Chief of Navy Chaplains Visits Bahrain

By Mass Communication Specialist 1st Class Cynthia Z. De León, Commander, U.S. Naval Forces Central Command/5th Fleet Public Affairs

MANAMA, Bahrain (NNS) -- Rear Adm. Mark L. Tidd, chief of Navy chaplains, visited Sailors and Marines stationed aboard Naval Support Activity (NSA) Bahrain and ships operating in the 5th Fleet area of responsibility (AOR), April 12-20.

Tidd met with the NSA Bahrain chapel community at a dinner and helped celebrate Palm Sunday religious service, April 15.

In his sermon, he reflected on his own time here in 2001 when he served as fleet chaplain at U.S. Naval Forces Central Command.

"Living here we felt like were participating in history because of the all the operations that came after the [Sept. 11] attacks," Tidd said. "There was a sense of purpose like no where we had ever been."

While in the area, Tidd also visited Los Angeles-class attack submarine USS La Jolla (SSN 701), guided-missile cruiser USS Bunker Hill (CG 52), and aircraft carrier USS Carl Vinson (CVN 70).

"It's a good thing he came, he got to see a lot of Sailors," Religious Program Specialist (RP) 2nd Class Calvin Do said. "Some of these places, like the La Jolla, haven't seen a chaplain in a long time, so a high visibility chaplain coming shows that they do care."

Tidd explained that the Chaplains Corps motto is, "Call To Serve" and being in combat and enduring family separation can lead to moments of crisis and chaplains are available to service members in those times.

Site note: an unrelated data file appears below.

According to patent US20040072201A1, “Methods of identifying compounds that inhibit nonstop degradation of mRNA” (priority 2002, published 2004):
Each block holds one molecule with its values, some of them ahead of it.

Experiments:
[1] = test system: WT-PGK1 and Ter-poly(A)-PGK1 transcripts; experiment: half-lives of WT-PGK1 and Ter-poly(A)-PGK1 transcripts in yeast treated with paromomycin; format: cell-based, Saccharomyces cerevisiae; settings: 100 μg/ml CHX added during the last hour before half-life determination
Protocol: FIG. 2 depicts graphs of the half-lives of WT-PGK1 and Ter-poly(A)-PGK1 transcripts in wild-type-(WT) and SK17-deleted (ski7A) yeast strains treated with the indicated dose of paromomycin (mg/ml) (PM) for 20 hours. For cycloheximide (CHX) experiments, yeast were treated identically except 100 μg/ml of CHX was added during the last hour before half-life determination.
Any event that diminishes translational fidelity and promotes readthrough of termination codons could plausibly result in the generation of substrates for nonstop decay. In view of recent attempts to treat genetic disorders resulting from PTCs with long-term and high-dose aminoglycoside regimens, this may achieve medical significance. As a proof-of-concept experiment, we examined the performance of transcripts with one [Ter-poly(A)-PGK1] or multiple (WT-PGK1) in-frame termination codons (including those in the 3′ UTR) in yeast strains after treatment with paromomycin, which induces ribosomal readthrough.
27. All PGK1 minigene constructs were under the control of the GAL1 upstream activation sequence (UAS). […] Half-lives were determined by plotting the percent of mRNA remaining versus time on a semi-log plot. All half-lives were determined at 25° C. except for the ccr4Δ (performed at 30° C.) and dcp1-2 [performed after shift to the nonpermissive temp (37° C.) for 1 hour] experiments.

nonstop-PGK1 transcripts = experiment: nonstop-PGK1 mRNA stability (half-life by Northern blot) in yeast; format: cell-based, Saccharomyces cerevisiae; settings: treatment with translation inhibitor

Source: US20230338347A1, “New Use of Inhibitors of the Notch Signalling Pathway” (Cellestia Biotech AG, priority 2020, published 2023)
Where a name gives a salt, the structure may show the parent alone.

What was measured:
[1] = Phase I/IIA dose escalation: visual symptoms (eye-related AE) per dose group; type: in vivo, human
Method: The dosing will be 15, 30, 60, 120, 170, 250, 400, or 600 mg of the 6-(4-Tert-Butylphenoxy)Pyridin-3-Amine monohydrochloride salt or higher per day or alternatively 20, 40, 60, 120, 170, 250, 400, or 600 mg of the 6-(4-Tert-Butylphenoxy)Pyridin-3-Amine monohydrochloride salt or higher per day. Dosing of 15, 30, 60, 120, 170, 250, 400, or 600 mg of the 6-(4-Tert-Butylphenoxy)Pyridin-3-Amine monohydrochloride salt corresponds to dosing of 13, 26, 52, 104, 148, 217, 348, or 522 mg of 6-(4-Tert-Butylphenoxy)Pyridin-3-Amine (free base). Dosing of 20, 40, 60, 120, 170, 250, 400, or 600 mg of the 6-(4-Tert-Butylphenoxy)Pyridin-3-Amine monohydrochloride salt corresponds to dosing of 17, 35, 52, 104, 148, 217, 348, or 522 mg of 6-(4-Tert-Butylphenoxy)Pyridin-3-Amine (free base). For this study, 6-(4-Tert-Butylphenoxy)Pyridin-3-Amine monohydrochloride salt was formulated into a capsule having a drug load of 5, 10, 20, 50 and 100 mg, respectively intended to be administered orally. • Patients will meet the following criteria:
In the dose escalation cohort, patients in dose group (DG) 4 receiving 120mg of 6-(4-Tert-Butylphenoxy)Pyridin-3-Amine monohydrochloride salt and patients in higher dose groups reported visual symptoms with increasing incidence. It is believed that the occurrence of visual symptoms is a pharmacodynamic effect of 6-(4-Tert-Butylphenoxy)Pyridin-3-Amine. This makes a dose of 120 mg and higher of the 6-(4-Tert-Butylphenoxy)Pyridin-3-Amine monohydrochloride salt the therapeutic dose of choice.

"We are serving those who are serving their nation," Tidd said. "It's an honor to be with people who are so willing to serve in such challenging places."

The key message he wishes to convey is that chaplains and RPs are here to provide support to Sailors and Marines looking for spiritual resources to draw their resiliency and strength from as they embark on life's journey.

Navy Child Serves as Circus Ringmaster

By Mass Communication Specialist (EXW) Todd Frantom, Defense Media Activity Public Affairs

FAIRFAX, Va. (NNS) -- The Military District of Washington Armed Forces Color Guard kicked off the Month of the Military Child celebration at the Ringling Bros. and Barnum & Bailey Circus, in Fairfax, Va., April 19.

Anthony Albright, son of wounded warrior Hospital Corpsman 2nd Class Stephan Albright, was the guest ringmaster in attendance.

"I am really honored to be recognized and will never forget this experience," said Albright.

There are 1.7 million American children with a parent serving in the military and approximately 900,000 children with single or combined parents deployed.